At TSMC’s latest earnings call held mid January 2014, an analyst asked TSMC for a revenue forecast for their emerging 2.5/3D product line. C.C. Wei, President and Co-CEO answered: “800 Million Dollars in 2016 ”. TSMC has demonstrated great vision many times before. For me, an enthusiastic supporter of this technology, this statement represents a big moral boost. I had the opportunity to drive Synopsys’ support for the early TSMC reference flows and saw how this strategic move has paid off very well, for the entire Fabless EcoSystem. In my humble opinion, 2.5 and 3D ICs will have a great impact on our industry such as the TSMC’s reference flows have.
TSMC’s prediction for 2.5/3D revenues confirms what I see and hear: Several large companies and an impressive number of smaller ones are starting or are already relying on 2.5/3D technology for their products that will become available sometime between 2014-16. Why rely on 2.5/3D technology? Because continued shrinking of feature sizes, including FinFETs, is no longer economical for many applications. Likewise, wire-bonded multi-die solutions or package-on-package can no longer meet performance- and power requirements.
How can busy engineering teams quickly evaluate and choose the best alternative between current and the new 2.5 or 3D-IC solutions?
Based on the fact that this technology shifts a major part of the value creation into the package – packaging is becoming more important and must be considered PRIOR to silicon development. This new book expresses much of the packaging expertise Professor Swaminathan has gained in the last 20 years while working at IBM and teaching / researching at GeorgiaTech. Together with Ki Jin Han, they address most of the topics system- and IC designers need to consider when utilizing 2.5 and 3D-ICs solutions. Professor Swaminathan is also accumulating hands-on 2.5 and 3D experiences as CTO of E-System Design, an EDA start-up in this field. Their 2.5/3D book is available at Amazon.com.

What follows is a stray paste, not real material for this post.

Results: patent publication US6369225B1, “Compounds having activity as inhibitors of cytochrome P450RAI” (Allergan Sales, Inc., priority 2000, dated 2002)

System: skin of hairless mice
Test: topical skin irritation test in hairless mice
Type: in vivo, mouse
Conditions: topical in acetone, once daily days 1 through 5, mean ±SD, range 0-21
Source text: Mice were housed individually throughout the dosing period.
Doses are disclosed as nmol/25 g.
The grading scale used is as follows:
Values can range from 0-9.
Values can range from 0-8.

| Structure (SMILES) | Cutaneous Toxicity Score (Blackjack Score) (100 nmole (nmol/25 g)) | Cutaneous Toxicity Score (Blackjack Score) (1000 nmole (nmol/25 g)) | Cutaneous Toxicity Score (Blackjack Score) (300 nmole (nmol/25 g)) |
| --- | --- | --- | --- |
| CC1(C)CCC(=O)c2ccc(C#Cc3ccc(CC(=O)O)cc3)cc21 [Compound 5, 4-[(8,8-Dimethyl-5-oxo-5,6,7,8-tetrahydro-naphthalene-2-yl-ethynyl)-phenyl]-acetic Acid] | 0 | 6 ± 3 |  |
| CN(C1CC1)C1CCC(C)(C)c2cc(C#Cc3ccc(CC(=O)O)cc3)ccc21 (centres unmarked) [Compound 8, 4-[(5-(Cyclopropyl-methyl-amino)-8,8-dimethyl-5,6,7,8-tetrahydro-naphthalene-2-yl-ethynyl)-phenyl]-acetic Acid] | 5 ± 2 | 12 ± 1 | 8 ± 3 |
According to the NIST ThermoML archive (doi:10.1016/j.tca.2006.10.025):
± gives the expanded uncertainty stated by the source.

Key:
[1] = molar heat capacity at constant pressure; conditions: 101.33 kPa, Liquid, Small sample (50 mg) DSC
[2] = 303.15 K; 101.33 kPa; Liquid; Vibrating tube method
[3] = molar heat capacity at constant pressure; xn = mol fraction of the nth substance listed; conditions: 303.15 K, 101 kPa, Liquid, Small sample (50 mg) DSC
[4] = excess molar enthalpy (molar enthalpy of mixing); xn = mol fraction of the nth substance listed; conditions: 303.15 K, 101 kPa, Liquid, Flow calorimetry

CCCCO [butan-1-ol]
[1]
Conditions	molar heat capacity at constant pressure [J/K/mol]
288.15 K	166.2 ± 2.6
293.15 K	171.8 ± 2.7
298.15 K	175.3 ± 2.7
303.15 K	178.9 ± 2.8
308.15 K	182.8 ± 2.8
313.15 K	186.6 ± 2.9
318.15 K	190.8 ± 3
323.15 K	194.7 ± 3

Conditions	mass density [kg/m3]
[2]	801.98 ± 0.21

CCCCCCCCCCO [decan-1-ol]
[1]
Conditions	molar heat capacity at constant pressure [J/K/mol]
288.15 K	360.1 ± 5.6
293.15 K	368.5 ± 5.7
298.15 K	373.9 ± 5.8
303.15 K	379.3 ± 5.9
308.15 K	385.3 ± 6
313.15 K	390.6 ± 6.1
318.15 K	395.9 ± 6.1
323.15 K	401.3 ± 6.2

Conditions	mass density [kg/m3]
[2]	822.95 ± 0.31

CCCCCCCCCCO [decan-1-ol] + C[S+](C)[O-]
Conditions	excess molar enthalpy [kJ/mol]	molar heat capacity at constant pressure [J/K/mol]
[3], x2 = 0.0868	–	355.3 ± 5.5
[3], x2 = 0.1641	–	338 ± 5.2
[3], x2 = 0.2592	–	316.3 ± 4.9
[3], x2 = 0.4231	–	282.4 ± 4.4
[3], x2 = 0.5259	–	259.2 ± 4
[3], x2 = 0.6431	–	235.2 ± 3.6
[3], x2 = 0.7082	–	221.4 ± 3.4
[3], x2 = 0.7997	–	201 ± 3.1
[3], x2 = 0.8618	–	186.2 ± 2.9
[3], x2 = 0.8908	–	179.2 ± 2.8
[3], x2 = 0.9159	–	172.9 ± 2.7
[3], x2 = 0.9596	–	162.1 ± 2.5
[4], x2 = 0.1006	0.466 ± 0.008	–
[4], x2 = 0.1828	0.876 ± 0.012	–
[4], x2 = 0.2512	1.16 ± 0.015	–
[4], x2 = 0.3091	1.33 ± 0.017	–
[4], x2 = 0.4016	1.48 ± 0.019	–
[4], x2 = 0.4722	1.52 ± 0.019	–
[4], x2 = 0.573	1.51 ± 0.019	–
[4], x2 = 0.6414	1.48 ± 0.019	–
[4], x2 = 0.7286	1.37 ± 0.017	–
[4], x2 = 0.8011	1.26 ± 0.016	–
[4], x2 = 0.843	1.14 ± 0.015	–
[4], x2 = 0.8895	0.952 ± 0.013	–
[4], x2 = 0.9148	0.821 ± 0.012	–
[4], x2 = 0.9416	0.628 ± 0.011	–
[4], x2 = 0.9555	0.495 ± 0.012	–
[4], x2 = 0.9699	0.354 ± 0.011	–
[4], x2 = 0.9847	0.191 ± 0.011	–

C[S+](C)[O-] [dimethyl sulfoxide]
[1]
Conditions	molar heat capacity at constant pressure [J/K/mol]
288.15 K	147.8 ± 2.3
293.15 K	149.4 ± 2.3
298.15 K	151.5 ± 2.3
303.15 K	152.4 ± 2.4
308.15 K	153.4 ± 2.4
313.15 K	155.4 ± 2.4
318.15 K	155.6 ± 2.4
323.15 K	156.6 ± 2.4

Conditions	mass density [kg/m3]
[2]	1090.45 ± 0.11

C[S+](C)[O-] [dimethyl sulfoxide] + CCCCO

The book explains in Chapter 1 why interconnect delays and the related power dissipation are constraining designers and how Through-Silicon-Vias (TSVs) help to finally break down the dreaded “Memory Wall”. Either a 2.5D IC (die side-by-side on an interposer) OR a 3D IC (vertically stacked die) solution can better meet the performance, power, system cost, etc requirements. But before expensive implementation is started, the various options available in either need to be objectively evaluated. Both solutions increase bandwidth while lowering power dissipation, latency and package height. In addition, they simplify integration of heterogeneous functions in a package, for example combining a large amount of memory with a multi-core CPU or adding analog/RF circuits to a logic die.
Chapter 2’s primary target audience is modeling and design tools developers. It explains how to accurately simulate the impact of TSVs, solder balls and bonding wires on high-speed designs – information also useful for package and IC designers.
Chapter 3 dives into a lot of practical considerations for designing with the above mentioned IC building blocks.
Chapter 4 focuses on signal integrity challenges, coupling between TSV as well as power and ground plane requirements. Both silicon and glass interposers are covered.
Chapter 5 addresses power distribution and thermal management and Chapter 6 looks at future concepts currently in development for solving 2.5/3D-IC design challenges.
The many formulas and examples in this book make it a great reference for experienced IC and package designers.